Old cornice and avalanche debris
9th February 2008
Above: Huge pile of old cornice and avalanche debris at the base of Easy Gully in Coire Ardair
The car park was full today and we met a fair few people on the hill. Most were out hillwalking and everyone was staying clear of the gullies.
Most gullies are chockful of old debris, much of it from cornices that fell down on Wednesday night and during Thursday. The Inner Coire, including the final slopes up to the Window, had debris everywhere. Some debris tips had a lot of rocks and soil entrained in them, so much so that from a distance it looks like debris from a landslide.
Quite a few folk seemed spooked by all this and said the avalanche hazard must be ‘bad’ even though they hadn’t seen anything fall down. Snow stability isn’t too bad at all (although cornices still remain a concern) but people’s perception of it is heavily influenced by these big piles of chunky old snow. Estimating the age of avalanche and cornice debris is very difficult for most people simply because they’re not able to look at this stuff all the time. (Most Guides and instructors do have have a good handle on this for reasons that are self evident). A year or two ago an individual – from Dunfermline, if I remember correctly – reported an avalanche to SAIS HQ he thought had happened on a Saturday but had actually occurred nearly a week beforehand. We were in the vicinity on the Saturday and had looked at the debris which was so hard you couldn’t kick your crampons in to it.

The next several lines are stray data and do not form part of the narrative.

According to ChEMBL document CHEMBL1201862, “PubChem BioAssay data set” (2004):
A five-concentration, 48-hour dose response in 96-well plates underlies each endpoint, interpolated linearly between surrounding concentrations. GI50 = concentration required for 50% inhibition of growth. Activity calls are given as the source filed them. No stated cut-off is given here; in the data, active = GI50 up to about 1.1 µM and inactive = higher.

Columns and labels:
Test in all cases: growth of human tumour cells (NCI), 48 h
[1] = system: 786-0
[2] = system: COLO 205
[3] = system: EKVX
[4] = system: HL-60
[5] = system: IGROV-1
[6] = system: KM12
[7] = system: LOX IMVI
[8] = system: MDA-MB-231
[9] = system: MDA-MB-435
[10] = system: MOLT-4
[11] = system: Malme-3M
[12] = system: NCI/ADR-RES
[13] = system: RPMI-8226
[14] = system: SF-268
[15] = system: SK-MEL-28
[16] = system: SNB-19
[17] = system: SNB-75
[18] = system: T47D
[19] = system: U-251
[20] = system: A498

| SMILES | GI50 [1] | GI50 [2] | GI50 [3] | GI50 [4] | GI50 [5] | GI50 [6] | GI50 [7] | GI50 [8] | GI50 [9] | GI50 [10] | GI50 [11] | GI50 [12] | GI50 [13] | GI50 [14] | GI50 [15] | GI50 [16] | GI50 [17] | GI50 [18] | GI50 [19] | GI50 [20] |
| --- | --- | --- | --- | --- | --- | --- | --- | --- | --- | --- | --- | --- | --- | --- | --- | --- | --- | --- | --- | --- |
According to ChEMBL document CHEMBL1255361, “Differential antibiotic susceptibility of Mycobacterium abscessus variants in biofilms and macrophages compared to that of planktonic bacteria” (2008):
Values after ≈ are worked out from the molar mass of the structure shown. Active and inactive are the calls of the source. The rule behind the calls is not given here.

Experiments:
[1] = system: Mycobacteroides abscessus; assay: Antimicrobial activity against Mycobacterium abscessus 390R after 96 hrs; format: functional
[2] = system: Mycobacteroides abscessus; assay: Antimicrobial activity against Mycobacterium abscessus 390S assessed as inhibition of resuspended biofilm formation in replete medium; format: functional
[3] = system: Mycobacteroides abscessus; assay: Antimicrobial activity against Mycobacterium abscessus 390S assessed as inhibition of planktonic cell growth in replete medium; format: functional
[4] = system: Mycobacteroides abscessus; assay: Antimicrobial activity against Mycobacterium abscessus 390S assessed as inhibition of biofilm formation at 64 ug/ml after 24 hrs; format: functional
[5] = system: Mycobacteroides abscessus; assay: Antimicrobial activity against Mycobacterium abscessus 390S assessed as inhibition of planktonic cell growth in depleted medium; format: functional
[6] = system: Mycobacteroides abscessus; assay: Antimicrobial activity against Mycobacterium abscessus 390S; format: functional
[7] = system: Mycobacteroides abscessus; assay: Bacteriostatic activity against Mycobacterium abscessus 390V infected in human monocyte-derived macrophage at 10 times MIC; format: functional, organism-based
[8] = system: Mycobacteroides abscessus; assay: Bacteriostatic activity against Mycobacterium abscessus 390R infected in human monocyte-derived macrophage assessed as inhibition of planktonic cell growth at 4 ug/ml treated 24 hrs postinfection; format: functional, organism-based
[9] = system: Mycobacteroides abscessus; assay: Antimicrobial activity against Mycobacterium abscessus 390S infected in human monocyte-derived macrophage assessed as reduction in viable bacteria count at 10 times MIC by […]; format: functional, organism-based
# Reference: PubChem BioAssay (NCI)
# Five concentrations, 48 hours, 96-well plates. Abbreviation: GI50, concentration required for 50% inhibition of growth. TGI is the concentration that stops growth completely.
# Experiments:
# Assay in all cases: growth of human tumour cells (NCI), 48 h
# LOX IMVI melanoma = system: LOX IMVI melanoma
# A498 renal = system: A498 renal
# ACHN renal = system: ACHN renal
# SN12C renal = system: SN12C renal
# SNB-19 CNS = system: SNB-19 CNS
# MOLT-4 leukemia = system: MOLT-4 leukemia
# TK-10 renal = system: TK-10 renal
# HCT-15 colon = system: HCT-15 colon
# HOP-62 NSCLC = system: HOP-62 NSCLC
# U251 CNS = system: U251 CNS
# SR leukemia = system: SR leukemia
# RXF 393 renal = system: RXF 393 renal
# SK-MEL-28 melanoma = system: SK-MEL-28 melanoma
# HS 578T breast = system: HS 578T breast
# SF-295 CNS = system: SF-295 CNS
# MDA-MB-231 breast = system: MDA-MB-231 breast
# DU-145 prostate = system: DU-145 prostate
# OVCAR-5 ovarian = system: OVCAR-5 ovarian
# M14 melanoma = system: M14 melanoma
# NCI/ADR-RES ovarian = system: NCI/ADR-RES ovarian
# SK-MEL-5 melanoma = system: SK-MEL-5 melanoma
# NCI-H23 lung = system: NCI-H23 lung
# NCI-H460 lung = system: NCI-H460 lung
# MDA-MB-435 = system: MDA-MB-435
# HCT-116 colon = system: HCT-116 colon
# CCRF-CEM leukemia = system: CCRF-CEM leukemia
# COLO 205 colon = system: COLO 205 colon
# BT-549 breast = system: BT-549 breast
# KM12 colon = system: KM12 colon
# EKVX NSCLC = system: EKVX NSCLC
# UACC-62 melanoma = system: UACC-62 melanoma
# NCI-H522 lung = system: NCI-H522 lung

The moral of the story is, please do report these occurrences as feedback is vital, but do think carefully about the timing of the event as it will really help us in or ‘accounting’ procedures. Also, do remember that cornice collapse is a separate hazard often, but not always, independent of the avalanche hazard.
Above: a shot looking up Easy Gully today. We did our snow pit above the avalanche fracture line which is visible on the left side of the gully in the top quarter of the photo.
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